by: Alexandra Teague
Previously published by 32 Poems and forthcoming in Mortal Geography (2010)
When I was the poor girl at the private school, I imagined the rich
living at higher altitudes where the air was thinner. This explained
why the girls with new penny loafers lay like swooning princesses
in the nurse’s office, their heads tilted back, nostrils trickling red
threads of refinement. They would return to class, collars stained,
Russian royalty like the hemophiliac Romanovs of whom I was
only a namesake, not an heir. At recess in winter, snow-white
kleenex drifting from pockets, white rabbit fur jackets. Years later,
my classmate, daughter of Texas’s largest fur fortune, stabbed
her father to death for money and was sentenced for life. She’d played
the mother in our 4th-grade melodrama. As her daughter, the heroine,
I could pretend to be frail. My nose never bled, no matter how
I willed thick veins to weaken. I blamed my mother, granddaughter
of a housekeeper, our ruddy bloodline that kept surviving surviving.
1. How would you introduce yourself to a crowded room of listeners hanging on your every word? What would you tell them and what wouldn’t you tell them and why?
My standard self-trivia is that I’ve visited all 50 states; I’ve also lived in 8 of them. I’ve always had a strong sense of impermanence and a wariness about getting too comfortable in one version of reality.
For years, I’ve had a hard time explaining where I’m from. Oakland is pretty homey right now, although I’ve been claiming since I moved to the Bay Area 8 years ago that I’m on my way somewhere else. I definitely love traveling: Oaxaca, Guatemala, the Kalalau Trail in Kauai, Japan.
A couple of summers ago, my boyfriend and I hiked all 220 miles of the John Muir Trail through the High Sierras. We love hiking, but we didn’t really know what we were getting into and spent a lot of our time trying to figure out how to quit. In the end, 19 days of hiking and camping was one of the most powerful, transformative things I’ve ever done. I might admit that some of my friends roll their eyes now when I say that I’m going on a trip. I’m always complaining about not having enough writing time, but the minute I get a break from teaching, I climb on a plane or pack my hiking gear. I know I might be more productive if I stayed put occasionally, but there’s too much of the world left to see.2. Do you have any obsessions that you would like to share?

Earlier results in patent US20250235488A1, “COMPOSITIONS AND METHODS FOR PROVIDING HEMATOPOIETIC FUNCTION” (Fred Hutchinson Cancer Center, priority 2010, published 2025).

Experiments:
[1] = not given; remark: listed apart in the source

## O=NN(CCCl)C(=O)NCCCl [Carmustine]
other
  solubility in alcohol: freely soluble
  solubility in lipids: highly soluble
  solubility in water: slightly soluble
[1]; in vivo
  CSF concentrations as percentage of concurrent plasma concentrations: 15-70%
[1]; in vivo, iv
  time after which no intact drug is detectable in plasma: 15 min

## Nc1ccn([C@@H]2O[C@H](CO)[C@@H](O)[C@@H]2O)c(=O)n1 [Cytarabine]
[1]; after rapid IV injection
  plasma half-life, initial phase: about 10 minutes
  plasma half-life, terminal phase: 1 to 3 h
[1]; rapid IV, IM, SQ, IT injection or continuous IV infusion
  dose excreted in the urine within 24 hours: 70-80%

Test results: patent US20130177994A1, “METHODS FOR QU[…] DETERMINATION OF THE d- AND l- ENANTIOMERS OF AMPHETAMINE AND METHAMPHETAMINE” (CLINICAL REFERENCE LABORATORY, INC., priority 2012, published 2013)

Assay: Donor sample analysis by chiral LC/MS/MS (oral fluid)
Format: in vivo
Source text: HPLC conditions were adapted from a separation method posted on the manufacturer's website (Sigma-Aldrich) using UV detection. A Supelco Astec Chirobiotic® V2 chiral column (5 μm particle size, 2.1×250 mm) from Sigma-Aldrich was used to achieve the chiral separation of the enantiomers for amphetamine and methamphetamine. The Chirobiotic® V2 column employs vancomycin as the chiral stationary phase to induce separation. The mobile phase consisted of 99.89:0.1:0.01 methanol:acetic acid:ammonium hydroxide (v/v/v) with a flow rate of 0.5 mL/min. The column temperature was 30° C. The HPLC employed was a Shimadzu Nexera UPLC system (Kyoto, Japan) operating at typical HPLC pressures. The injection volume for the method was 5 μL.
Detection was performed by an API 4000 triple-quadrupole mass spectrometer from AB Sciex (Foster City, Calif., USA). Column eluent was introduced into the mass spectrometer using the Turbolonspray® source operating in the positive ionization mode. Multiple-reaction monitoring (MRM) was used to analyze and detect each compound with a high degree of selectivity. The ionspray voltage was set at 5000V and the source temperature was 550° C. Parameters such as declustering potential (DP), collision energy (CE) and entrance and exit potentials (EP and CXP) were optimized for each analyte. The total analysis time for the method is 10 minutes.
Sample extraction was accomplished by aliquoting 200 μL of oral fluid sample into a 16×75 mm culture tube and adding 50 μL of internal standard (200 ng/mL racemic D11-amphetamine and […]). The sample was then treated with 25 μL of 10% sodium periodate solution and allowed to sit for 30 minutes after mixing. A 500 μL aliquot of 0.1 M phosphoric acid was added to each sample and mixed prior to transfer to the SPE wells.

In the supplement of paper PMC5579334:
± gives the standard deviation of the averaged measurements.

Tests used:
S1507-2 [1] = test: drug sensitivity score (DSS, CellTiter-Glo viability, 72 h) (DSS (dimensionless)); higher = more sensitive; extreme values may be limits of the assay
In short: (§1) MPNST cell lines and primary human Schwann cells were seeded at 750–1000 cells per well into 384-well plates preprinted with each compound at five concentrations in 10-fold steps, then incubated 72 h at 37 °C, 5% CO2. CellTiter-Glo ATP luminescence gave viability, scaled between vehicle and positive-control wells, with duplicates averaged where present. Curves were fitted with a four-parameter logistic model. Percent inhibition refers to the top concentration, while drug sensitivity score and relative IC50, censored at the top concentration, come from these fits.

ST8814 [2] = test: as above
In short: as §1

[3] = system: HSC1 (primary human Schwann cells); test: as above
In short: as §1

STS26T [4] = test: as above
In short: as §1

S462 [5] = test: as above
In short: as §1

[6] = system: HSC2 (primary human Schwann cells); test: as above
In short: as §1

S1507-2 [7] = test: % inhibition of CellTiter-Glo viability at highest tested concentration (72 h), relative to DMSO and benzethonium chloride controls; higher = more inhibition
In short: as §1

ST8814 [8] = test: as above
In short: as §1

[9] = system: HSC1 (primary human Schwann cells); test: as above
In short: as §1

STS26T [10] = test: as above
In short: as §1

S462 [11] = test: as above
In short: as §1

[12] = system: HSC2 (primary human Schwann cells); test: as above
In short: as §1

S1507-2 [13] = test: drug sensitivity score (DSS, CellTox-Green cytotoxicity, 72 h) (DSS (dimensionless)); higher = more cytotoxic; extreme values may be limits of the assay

Besides maybe traveling, I don’t think of myself as having obsessions, but I can actually get pretty obsessive once I immerse myself in a project: whether it’s cleaning the house, or grading a papers, or writing a poem. Poems are definitely the worst. I always think, “I’ll just work a little more on this line, and then I’ll take a break. . . Oh, except I’ve almost got this next part, so I’ll just work on that and then I’ll stop for lunch. Oh, I’m so close to being finished, and I’ll really, really stop by dinner time. . . “ And then suddenly it’s dark, and I haven’t eaten, and I’m still changing words and line breaks in the zillionth penultimate draft.
3. What current projects are you working on and would you like to share some details with the readers?
I’m starting to draft some poems for whatever comes after Mortal Geography. I definitely didn’t know I was writing that manuscript until many years into the process, so it’s strange to be starting a little more self-consciously. I have several ideas for themes, but am also not really sure I’m the kind of writer who can, or will, delve into a single theme. I guess we’ll see. I’ve also been working on a novel for a couple of years; my mental deadlines keep getting extended, but I’m hoping to finish a draft of it this year. It’s a magical-realist story set in Arkansas—nothing that I thought I’d ever write, and I’m having an amazingly fun time with it.
Read some of Alexandra Teague’s poems.
Also, have you checked out my latest article on the Examiner? Here's my D.C. Literature Examiner posting about YA novels in verse or the Michael Jackson Biography Comic.
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